Not Yet


Somewhere in the North Sea – 1965

Men cursed everything sacred in a calmer world, as deadly rivets of steel shot through the air and panic-stricken shouts turned into screams of desperation.

The storm refused to give in. It hadn’t finished yet.

There was nowhere to go.

Nowhere to hide.


Underneath the exposed platform, books fell from a bookshelf straight into the face of Stan Slowcombe – slow by name and slow by deed, as his mates kept on reminding him. He had managed to sleep through the danger that was erupting all around him, he was an old hand after all, but books trying to smash up his face were pushing it. He sat up, and for a few moments remained still, or at least as still as the creaking metal that swayed underneath his body allowed.

What the hell was going on? He was too bloody old for oil rig dramas, too bloody old for everything.

His bunk bed suddenly lurched and threw him onto the floor. Jesus, this was serious! The rig was in trouble. Screams of ‘Move it!’, ‘Hurry up!’ and ‘The bastard is breaking up!’ demanded action as Stan quickly struggled to his feet, threw on some clothes and made for the door.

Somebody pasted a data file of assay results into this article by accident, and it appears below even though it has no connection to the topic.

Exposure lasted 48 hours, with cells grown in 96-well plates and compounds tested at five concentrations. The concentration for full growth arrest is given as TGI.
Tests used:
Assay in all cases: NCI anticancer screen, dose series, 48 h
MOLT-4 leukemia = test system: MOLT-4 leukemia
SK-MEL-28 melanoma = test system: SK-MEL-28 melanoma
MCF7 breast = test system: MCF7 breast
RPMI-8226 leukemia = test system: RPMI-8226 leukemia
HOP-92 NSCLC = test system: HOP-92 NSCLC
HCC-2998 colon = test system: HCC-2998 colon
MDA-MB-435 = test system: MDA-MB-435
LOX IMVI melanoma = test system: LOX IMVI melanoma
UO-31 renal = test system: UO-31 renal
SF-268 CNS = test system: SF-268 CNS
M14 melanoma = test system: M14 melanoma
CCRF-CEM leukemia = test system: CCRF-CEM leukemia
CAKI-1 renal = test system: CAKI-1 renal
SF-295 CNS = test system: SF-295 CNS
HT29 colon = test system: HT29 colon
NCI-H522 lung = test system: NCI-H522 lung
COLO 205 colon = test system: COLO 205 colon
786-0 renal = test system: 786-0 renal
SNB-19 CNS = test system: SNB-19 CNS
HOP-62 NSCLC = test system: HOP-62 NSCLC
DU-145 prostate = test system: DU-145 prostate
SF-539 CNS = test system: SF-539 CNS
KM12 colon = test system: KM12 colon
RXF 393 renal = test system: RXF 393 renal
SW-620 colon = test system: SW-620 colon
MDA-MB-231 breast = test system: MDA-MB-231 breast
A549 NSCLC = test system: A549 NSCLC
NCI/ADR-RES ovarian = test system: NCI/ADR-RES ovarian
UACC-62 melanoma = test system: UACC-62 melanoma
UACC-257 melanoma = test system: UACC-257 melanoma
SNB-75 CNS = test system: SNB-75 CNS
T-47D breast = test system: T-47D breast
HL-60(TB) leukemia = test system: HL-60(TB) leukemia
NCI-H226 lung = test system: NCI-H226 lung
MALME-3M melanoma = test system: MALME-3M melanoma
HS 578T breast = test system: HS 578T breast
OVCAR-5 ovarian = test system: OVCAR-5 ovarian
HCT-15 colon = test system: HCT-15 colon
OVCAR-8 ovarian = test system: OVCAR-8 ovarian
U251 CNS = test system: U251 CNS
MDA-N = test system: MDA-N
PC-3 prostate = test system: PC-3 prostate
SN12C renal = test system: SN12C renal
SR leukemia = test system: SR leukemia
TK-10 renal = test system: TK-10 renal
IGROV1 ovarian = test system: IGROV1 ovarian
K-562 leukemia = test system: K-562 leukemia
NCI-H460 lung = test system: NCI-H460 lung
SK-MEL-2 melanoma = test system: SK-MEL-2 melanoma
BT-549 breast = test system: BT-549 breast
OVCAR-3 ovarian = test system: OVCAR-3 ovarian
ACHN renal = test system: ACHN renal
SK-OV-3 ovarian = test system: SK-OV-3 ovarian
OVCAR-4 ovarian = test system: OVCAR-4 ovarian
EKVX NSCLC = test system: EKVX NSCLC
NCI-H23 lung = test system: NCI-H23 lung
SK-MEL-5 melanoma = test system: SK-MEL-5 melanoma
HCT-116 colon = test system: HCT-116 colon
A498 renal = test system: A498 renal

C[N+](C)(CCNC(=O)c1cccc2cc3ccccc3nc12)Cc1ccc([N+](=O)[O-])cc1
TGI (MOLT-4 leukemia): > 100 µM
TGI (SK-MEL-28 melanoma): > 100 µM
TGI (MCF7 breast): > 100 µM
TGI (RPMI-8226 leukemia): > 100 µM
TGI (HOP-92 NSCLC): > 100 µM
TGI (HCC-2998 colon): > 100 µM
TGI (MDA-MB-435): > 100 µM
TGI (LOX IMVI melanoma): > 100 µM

His shoulders and arms were hammered into his body, as he fought his way up to the deck where a group of men were trying to release a life raft. Waves seething with rage, and winds hell bent on killing, broke their determined grips and unclasped their slippery hands.

It was hopeless.

He watched as two of his mates were swept into the icy arms of the North Sea never to be seen again. The pitiful echoes of their screams were lost in the ruthless swirls of destruction and shrieks of lethal lightening as their names fell onto yet another stone slab in some distant cemetery.

Stan and the remaining men managed to free another life raft. Six of them were able to scramble aboard. Just as Stan was about to jump in, the rig suddenly pulled in another direction and sent him careering over the side.

No-one would ever discover what killed him first, the water or cold, but then the North Sea had never been too fussy about how it slaughtered.

The end result was always the same.

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